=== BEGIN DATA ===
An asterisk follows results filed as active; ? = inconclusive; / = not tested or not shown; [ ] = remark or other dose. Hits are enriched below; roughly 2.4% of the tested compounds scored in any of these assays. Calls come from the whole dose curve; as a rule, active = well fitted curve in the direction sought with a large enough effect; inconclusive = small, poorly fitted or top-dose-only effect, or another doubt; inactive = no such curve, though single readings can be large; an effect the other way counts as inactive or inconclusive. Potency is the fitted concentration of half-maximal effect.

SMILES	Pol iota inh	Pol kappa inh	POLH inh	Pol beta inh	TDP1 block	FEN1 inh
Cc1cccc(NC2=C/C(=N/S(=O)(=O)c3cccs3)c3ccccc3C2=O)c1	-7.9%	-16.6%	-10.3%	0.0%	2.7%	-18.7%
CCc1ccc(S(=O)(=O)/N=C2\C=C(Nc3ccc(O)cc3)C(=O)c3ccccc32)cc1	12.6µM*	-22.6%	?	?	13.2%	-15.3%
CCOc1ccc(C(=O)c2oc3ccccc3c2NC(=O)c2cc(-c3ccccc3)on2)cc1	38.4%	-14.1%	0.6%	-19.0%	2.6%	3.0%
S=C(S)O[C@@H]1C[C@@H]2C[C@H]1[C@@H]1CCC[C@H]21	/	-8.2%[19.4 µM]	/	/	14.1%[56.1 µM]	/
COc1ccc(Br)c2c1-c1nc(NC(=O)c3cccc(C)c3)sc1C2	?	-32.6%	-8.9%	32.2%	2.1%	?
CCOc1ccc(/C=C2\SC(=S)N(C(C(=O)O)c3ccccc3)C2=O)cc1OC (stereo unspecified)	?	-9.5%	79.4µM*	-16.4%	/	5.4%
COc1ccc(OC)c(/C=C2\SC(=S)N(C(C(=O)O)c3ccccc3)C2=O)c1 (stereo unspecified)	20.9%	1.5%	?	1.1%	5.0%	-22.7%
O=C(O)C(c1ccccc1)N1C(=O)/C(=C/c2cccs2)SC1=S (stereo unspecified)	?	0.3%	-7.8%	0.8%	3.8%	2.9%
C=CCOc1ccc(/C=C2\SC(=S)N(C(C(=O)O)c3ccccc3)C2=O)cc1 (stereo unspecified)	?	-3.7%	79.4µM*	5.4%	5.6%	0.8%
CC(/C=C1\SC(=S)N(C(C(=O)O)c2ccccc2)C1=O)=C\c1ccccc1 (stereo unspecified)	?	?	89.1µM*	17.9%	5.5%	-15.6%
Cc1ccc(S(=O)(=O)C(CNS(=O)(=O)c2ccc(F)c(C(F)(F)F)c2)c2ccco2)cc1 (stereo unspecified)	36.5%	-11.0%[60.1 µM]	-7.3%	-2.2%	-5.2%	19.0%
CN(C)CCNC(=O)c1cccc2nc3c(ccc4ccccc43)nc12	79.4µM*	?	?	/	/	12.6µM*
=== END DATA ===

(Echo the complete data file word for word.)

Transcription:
An asterisk follows results filed as active; ? = inconclusive; / = not tested or not shown; [ ] = remark or other dose. Hits are enriched below; roughly 2.4% of the tested compounds scored in any of these assays. Calls come from the whole dose curve; as a rule, active = well fitted curve in the direction sought with a large enough effect; inconclusive = small, poorly fitted or top-dose-only effect, or another doubt; inactive = no such curve, though single readings can be large; an effect the other way counts as inactive or inconclusive. Potency is the fitted concentration of half-maximal effect.

SMILES	Pol iota inh	Pol kappa inh	POLH inh	Pol beta inh	TDP1 block	FEN1 inh
Cc1cccc(NC2=C/C(=N/S(=O)(=O)c3cccs3)c3ccccc3C2=O)c1	-7.9%	-16.6%	-10.3%	0.0%	2.7%	-18.7%
CCc1ccc(S(=O)(=O)/N=C2\C=C(Nc3ccc(O)cc3)C(=O)c3ccccc32)cc1	12.6µM*	-22.6%	?	?	13.2%	-15.3%
CCOc1ccc(C(=O)c2oc3ccccc3c2NC(=O)c2cc(-c3ccccc3)on2)cc1	38.4%	-14.1%	0.6%	-19.0%	2.6%	3.0%
S=C(S)O[C@@H]1C[C@@H]2C[C@H]1[C@@H]1CCC[C@H]21	/	-8.2%[19.4 µM]	/	/	14.1%[56.1 µM]	/
COc1ccc(Br)c2c1-c1nc(NC(=O)c3cccc(C)c3)sc1C2	?	-32.6%	-8.9%	32.2%	2.1%	?
CCOc1ccc(/C=C2\SC(=S)N(C(C(=O)O)c3ccccc3)C2=O)cc1OC (stereo unspecified)	?	-9.5%	79.4µM*	-16.4%	/	5.4%
COc1ccc(OC)c(/C=C2\SC(=S)N(C(C(=O)O)c3ccccc3)C2=O)c1 (stereo unspecified)	20.9%	1.5%	?	1.1%	5.0%	-22.7%
O=C(O)C(c1ccccc1)N1C(=O)/C(=C/c2cccs2)SC1=S (stereo unspecified)	?	0.3%	-7.8%	0.8%	3.8%	2.9%
C=CCOc1ccc(/C=C2\SC(=S)N(C(C(=O)O)c3ccccc3)C2=O)cc1 (stereo unspecified)	?	-3.7%	79.4µM*	5.4%	5.6%	0.8%
CC(/C=C1\SC(=S)N(C(C(=O)O)c2ccccc2)C1=O)=C\c1ccccc1 (stereo unspecified)	?	?	89.1µM*	17.9%	5.5%	-15.6%
Cc1ccc(S(=O)(=O)C(CNS(=O)(=O)c2ccc(F)c(C(F)(F)F)c2)c2ccco2)cc1 (stereo unspecified)	36.5%	-11.0%[60.1 µM]	-7.3%	-2.2%	-5.2%	19.0%
CN(C)CCNC(=O)c1cccc2nc3c(ccc4ccccc43)nc12	79.4µM*	?	?	/	/	12.6µM*